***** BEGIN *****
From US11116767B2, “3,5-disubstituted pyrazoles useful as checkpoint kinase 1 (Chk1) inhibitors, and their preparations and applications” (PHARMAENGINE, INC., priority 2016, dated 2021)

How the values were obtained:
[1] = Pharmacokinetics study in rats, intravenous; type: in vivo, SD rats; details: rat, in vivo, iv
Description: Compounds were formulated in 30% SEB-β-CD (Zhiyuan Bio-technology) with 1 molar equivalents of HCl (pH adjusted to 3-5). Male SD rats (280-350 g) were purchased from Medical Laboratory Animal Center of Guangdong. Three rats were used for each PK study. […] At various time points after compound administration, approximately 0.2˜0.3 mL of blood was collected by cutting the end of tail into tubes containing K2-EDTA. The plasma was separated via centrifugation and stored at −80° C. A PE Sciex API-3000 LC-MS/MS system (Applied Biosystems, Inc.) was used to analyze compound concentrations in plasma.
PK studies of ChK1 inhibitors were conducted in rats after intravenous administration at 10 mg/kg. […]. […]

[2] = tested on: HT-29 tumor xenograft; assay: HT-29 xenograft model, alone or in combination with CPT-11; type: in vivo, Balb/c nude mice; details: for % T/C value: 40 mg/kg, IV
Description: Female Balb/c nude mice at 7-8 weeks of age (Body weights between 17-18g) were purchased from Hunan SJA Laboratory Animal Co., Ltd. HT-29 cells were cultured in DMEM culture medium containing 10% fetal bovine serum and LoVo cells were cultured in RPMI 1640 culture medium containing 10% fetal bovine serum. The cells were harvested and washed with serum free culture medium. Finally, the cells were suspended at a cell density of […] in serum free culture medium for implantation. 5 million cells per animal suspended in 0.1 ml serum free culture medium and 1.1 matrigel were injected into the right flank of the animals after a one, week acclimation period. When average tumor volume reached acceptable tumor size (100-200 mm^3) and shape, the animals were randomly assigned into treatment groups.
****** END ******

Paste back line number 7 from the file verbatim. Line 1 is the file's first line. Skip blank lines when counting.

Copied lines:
Description: Female Balb/c nude mice at 7-8 weeks of age (Body weights between 17-18g) were purchased from Hunan SJA Laboratory Animal Co., Ltd. HT-29 cells were cultured in DMEM culture medium containing 10% fetal bovine serum and LoVo cells were cultured in RPMI 1640 culture medium containing 10% fetal bovine serum. The cells were harvested and washed with serum free culture medium. Finally, the cells were suspended at a cell density of […] in serum free culture medium for implantation. 5 million cells per animal suspended in 0.1 ml serum free culture medium and 1.1 matrigel were injected into the right flank of the animals after a one, week acclimation period. When average tumor volume reached acceptable tumor size (100-200 mm^3) and shape, the animals were randomly assigned into treatment groups.